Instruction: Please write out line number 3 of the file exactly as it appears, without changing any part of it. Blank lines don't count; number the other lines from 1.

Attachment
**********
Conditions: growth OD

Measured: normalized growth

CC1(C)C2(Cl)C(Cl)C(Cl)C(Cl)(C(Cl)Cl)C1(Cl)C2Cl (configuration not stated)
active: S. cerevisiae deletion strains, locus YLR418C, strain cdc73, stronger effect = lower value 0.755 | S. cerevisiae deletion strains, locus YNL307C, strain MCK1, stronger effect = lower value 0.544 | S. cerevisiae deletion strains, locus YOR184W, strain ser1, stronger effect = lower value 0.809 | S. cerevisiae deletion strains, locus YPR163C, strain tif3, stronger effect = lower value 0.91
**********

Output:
CC1(C)C2(Cl)C(Cl)C(Cl)C(Cl)(C(Cl)Cl)C1(Cl)C2Cl (configuration not stated)